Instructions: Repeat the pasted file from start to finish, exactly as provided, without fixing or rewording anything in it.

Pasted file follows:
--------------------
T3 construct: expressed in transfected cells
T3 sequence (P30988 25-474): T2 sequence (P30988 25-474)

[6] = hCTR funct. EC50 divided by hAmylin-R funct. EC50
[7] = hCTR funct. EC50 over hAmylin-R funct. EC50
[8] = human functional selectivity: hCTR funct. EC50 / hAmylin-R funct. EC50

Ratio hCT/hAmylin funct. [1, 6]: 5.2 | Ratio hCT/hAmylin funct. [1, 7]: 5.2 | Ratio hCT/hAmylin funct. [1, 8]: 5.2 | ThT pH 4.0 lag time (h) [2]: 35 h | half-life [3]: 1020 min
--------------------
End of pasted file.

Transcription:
T3 construct: expressed in transfected cells
T3 sequence (P30988 25-474): T2 sequence (P30988 25-474)

[6] = hCTR funct. EC50 divided by hAmylin-R funct. EC50
[7] = hCTR funct. EC50 over hAmylin-R funct. EC50
[8] = human functional selectivity: hCTR funct. EC50 / hAmylin-R funct. EC50

Ratio hCT/hAmylin funct. [1, 6]: 5.2 | Ratio hCT/hAmylin funct. [1, 7]: 5.2 | Ratio hCT/hAmylin funct. [1, 8]: 5.2 | ThT pH 4.0 lag time (h) [2]: 35 h | half-life [3]: 1020 min